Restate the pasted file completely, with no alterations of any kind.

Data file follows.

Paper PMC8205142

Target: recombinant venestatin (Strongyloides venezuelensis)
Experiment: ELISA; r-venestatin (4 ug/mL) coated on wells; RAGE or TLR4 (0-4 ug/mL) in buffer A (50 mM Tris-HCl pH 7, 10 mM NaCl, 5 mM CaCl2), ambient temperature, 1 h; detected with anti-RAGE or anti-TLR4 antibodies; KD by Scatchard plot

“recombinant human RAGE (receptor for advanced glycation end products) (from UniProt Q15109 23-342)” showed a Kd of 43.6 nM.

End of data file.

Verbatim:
Paper PMC8205142

Target: recombinant venestatin (Strongyloides venezuelensis)
Experiment: ELISA; r-venestatin (4 ug/mL) coated on wells; RAGE or TLR4 (0-4 ug/mL) in buffer A (50 mM Tris-HCl pH 7, 10 mM NaCl, 5 mM CaCl2), ambient temperature, 1 h; detected with anti-RAGE or anti-TLR4 antibodies; KD by Scatchard plot

“recombinant human RAGE (receptor for advanced glycation end products) (from UniProt Q15109 23-342)” showed a Kd of 43.6 nM.